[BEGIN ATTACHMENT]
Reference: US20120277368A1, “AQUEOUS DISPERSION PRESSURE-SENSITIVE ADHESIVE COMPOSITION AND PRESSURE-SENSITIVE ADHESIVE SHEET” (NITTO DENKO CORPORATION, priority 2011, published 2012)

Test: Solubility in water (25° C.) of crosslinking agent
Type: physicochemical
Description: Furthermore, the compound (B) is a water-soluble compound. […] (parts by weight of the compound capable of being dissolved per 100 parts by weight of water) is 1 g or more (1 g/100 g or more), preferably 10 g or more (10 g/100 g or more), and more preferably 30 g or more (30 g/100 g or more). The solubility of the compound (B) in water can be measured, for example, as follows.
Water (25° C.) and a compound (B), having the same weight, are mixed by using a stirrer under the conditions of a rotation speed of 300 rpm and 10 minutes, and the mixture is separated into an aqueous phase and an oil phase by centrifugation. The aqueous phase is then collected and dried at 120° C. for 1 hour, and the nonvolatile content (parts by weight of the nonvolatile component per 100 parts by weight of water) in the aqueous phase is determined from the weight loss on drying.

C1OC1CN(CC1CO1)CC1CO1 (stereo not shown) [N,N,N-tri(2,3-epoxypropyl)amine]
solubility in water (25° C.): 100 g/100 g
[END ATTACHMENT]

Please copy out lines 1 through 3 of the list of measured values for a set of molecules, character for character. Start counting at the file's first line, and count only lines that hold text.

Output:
Reference: US20120277368A1, “AQUEOUS DISPERSION PRESSURE-SENSITIVE ADHESIVE COMPOSITION AND PRESSURE-SENSITIVE ADHESIVE SHEET” (NITTO DENKO CORPORATION, priority 2011, published 2012)

Test: Solubility in water (25° C.) of crosslinking agent
Type: physicochemical